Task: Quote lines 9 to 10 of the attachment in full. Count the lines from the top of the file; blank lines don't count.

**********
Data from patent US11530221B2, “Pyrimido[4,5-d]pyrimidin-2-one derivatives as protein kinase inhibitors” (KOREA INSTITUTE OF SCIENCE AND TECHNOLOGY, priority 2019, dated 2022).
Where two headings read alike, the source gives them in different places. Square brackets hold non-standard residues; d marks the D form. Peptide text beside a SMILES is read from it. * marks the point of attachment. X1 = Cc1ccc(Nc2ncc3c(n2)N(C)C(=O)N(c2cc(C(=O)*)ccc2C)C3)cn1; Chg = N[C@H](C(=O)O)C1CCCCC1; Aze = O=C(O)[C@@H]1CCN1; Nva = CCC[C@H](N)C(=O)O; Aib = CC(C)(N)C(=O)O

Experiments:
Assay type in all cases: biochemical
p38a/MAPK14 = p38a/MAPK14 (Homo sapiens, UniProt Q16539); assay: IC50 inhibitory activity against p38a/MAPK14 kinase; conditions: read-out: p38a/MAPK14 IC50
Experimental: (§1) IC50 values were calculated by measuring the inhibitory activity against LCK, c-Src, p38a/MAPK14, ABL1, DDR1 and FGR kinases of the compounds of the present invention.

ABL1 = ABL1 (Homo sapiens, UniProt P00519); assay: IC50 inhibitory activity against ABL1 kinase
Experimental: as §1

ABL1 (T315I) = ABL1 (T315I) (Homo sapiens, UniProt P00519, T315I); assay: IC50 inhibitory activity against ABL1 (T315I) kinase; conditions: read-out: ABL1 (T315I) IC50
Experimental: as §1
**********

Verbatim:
ABL1 (T315I) = ABL1 (T315I) (Homo sapiens, UniProt P00519, T315I); assay: IC50 inhibitory activity against ABL1 (T315I) kinase; conditions: read-out: ABL1 (T315I) IC50
Experimental: as §1